2. The Ed Rush story remained fluid on Tuesday, as Pac-12 commissioner Larry Scott announced that Rush wouldn’t be fired for the comments he made to Pac-12 officials on the Thursday and Friday of the Pac-12 Tournament. Scott provides some context into which the comments were made in the article above, and while they certainly make things look better, Rush still has to go. Bottom line is, ethical lines were crossed, the integrity of the conference’s officials, the people that we count on to be fair, was compromised, and this will be in the back of everyone’s minds whenever a questionable call is made for years to come. Adam Butler breaks down what we probably all had going through our minds the past couple of days here.
  3. Only in America would a college athletic director be upset over a hashtagged phrase that originates from a Tyga song. I seriously thought this was a joke when I started reading it, an April Fool’s prank that came a day late. But no, Florida Gulf Coast athletic director Ken Kavanagh was dead serious when he complained about USC using the phrase #DunkCityUSC, coined by the Trojans after hiring away FGCU coach Andy Enfield. Perhaps Kavanagh should focus more of his time on finding a new coach instead of getting in a ridiculous fight over a cute phrase. Just a thought.
  4. Washington State announced on Tuesday that former head coach George Raveling would be inducted into the National Collegiate Basketball Hall of Fame on November 24 later this year. One of the winningest coaches in Cougars history, Raveling took WSU to a pair of NCAA Tournaments and developed such greats as Craig Ehlo and James Donaldson in his 11 years on the Palouse. The current director of international basketball for Nike will be inducted in Kansas City along with six other coaches, teams, players, and contributors.
  5. After an afternoon interview with commissioner Larry Scott, new UCLA head coach Steve Alford was introduced in Westwood at a press conference broadcast live on the Pac-12 Networks. It’s a new era for the Bruins, who hope that their 13th head coach will lead them to success seen in the early years of the Ben Howland era, and not in the controversial and frustrating last few. Alford was very humble throughout the conference, calling the job a great challenge while also being gracious of his time in Albuquerque.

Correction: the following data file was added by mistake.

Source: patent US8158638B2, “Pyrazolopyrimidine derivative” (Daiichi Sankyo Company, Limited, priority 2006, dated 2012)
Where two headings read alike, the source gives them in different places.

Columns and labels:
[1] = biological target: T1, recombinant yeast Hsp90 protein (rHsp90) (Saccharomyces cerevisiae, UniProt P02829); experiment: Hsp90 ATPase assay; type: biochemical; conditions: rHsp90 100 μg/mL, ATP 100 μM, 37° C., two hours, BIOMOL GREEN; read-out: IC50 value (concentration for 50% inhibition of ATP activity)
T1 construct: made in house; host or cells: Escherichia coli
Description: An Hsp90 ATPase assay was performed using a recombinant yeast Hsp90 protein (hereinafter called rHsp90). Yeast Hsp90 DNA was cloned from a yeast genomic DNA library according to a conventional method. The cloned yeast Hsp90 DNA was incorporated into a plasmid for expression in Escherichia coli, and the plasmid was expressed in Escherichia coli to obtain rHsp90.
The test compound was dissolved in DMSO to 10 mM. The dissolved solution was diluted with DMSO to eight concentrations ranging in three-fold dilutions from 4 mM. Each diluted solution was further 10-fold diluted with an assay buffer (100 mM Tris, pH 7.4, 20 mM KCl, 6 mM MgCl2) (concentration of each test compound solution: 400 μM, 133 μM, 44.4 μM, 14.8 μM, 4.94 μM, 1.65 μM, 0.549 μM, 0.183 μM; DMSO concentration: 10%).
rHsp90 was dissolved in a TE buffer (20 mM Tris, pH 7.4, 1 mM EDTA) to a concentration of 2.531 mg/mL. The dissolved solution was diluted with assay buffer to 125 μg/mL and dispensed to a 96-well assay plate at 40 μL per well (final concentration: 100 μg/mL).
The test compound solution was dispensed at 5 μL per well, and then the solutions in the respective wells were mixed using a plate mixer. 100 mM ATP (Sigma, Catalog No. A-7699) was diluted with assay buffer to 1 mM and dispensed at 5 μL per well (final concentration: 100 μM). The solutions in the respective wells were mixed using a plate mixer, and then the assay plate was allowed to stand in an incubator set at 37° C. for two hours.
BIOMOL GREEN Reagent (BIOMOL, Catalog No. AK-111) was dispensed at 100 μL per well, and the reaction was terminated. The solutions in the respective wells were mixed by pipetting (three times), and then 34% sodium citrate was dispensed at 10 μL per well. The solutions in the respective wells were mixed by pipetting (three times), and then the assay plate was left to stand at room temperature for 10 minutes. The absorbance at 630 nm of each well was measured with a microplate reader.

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Morning Five: 02.18.13 Edition

Posted by nvr1983 on February 18th, 2013

morning5

  1. On Friday the Naismith Hall of Fame announced the 12 Finalists for the class of 2013. Almost by definition there are plenty of big names on the list, but three stand out for us as a college basketball site: Guy LewisRick Pitino, and Jerry Tarkanian. Pitino’s induction should almost be a formality with his national championship and being the only coach to lead three different schools (Providence, Kentucky, and Louisville) to the Final Four. We are not sure why Lewis has not gotten in yet with his 592 wins (all at Houston), five Final Four appearances (separated by a generation) as the only thing we can see missing from his resume is a national championship, but it seems like five Final Four appearances would make up for it. As for Tarkanian, we pointed out his omission from the Hall of Fame thus far may be the most notable omission that we can think of. Based on his credentials–729 wins and a national championship–he is more than qualified, but his off-the-court (sometimes in court) issues might make a few voters squeamish. We hope that the voters can look past that and finally put the original Shark (sorry, Mark Titus) in the Hall of Fame.
  2. Many of our younger readers may not be familiar with George Raveling, but those of us who have followed the sport for years are no doubt familiar with his contributions. And on Friday he was recognized for that work as he was awarded the John W. Bunn Lifetime Achievement Award. Named after John W. Bunn, the first chairman of the Basketball Hall of Fame Committee, the award as its name suggests is given to recognize an individuals work in the game of basketball anywhere from the high school to the professional or international level. For those of you who are not familiar with Raveling’s work his website has an excellent biography that is worth checking out including his involvement with Martin Luther King Jr. that led to Raveling owning the original “I Have A Dream” speech.
  3. It seems like we talk about conference realignment and the Catholic 7 too frequently in this section, but John Feinstein’s article detailing the Catholic 7’s expansion plan is one of the better inside looks we have read. Outside of the usual posturing about the relative strength of various conferences Feinstein points out why if the conference decides to stay completely “Catholic” it would mean going from adding Butler to adding Detroit and why Creighton is not even in the discussion at this point. There are also a few interesting notes on the leadership of the budding conference, which may be of interest to those of you into the behind the scenes action that is going on before the conference officially forms.